Now, let me remember. First, events, events resembling public spaces. But where shall I put them, these familiar yet strange occurrences? In the vessel of language, private matters can be magnified to public dimensions, and someone else's business might eventually become your own. That magnifying glass, planted in language, is perhaps what we call "conscience." Conscience, even a three-minute one, can create a whole era, shared by all, or belonging to just one. Conscience appears through events. It takes place in or away from your homeland.
But my experiences were not even events. They were merely fragments of my daydream. Magnified by an oversensitive imagination, these fragments became a violent succession of "events of the heart." How shall I put it—I was mostly an observer, a limited participant, a partial victim of these events.
Through pessimism and a continual abandonment of reality, I maintain a level of self-sufficiency and absoluteness. The core of my inner life is a tranquil self, silent, solitary. It's my private source of comfort; it manages my fanatic vocabulary and keeps it in order; it collects bits and pieces of my daydream, makes writing possible and sustains it. My relation with literary movements is also an internal one. To my tranquil self, the world at large is full of suspicion. My associations in life are limited to a few friends. Few enough to not to make a movement. Being alone is good for introspection. A lonely heart accumulates energy until it becomes an arrow on the bow, aiming, in secret, at a place called: faraway.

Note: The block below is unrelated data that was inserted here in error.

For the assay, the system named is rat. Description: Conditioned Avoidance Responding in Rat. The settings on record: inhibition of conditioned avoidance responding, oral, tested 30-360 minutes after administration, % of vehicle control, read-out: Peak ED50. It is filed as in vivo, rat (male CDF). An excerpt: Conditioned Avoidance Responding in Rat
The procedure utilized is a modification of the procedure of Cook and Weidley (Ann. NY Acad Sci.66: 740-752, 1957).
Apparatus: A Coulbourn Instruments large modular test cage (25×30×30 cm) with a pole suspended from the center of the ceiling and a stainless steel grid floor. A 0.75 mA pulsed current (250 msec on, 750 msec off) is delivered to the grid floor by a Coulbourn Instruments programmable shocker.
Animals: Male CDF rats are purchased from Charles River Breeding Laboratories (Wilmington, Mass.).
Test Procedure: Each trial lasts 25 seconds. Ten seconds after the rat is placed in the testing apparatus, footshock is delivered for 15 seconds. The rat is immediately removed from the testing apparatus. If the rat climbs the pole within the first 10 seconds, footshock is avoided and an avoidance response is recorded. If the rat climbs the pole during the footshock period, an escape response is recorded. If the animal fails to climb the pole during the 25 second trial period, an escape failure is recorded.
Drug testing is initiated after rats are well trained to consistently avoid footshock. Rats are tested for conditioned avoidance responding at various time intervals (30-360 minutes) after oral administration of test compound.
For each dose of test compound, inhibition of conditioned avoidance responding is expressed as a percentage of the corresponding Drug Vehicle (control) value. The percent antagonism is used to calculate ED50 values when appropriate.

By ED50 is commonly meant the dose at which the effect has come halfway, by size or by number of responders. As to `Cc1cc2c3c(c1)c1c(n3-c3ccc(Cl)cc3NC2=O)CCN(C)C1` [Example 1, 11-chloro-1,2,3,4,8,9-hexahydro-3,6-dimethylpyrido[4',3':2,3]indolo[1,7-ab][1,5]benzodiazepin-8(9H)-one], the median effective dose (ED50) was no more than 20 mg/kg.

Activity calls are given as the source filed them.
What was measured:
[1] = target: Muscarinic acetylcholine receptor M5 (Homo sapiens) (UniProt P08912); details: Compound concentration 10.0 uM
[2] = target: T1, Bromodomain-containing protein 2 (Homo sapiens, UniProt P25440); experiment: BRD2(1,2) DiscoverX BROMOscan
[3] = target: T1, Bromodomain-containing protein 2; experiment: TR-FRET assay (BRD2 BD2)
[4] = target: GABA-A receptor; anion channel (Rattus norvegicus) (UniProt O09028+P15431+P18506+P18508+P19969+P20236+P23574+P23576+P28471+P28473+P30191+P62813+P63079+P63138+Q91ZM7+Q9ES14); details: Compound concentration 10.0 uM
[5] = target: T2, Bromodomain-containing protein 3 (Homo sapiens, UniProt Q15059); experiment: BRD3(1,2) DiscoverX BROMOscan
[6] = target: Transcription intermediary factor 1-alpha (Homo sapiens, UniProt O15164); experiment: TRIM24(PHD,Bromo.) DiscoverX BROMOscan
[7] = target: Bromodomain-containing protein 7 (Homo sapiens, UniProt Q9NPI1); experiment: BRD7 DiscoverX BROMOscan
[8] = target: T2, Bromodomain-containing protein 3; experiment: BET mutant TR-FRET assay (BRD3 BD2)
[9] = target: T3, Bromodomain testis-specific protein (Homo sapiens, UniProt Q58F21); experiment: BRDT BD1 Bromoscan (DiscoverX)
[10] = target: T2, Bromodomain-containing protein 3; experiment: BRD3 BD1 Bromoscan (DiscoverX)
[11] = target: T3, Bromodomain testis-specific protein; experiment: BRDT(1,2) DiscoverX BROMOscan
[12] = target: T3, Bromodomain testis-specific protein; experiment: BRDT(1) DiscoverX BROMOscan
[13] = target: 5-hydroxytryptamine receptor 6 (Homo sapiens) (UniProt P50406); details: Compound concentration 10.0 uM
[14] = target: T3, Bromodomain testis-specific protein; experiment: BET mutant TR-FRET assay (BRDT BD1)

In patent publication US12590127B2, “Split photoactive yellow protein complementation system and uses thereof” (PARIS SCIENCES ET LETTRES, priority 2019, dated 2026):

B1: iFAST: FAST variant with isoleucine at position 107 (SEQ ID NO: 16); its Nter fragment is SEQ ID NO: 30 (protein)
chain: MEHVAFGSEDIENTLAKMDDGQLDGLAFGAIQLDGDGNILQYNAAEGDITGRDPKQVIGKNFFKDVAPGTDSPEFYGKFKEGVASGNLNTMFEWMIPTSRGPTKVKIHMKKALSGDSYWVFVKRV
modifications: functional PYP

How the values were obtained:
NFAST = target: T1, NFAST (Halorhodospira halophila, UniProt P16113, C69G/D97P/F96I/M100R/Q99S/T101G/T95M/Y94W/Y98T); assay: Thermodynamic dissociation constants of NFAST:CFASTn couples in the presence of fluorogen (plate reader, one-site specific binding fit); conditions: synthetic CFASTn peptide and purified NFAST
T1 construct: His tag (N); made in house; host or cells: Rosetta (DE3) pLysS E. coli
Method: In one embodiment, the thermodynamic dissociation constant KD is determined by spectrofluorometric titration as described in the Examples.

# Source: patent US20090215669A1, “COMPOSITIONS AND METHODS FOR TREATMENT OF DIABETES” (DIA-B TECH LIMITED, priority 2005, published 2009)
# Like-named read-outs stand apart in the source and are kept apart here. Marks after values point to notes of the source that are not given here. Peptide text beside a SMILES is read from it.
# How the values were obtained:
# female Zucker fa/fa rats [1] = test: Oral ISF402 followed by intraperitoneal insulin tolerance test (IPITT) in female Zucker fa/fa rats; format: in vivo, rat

But the shadows of tranquility breed imagination. It grows, secretly and rapidly, like a plant that has just found the right soil. It branches out untamed, expanding with the urgent speed of language, filling, taking over my not-so-stable frame of reason. It sucks up energy from each minute of everyday life, making me anxious, impatient, torturing me with a nameless despair. It demands from me a different life, a life stretching upward and infinitely outward, resisting, pulling up my loneliness by its root . . . This inner conflict forms the basis of my tragic take on everyday life. I am caught between two extremes, looking for a balance. For a long time, a similar pattern duplicated itself in my external existence: an endless cycle of departures, runaways, and coming back. My living quarters took after an underground ammunition factory: day and night, verbal cannons and rockets were produced, and the railway was my launching pad. Each danger alert had to be diffused by a long journey. Without an overnight train trip, without taking the poems and the body that produced them to ears faraway, I would have become my own victim. Imagination depends on loneliness but tires of its musty smell. Like two opposite ends of my mind, they rely on each other. Where I stand between them determines my outward action. I interfere with these two ends, negotiate with them, make compromises, then tear up the contract.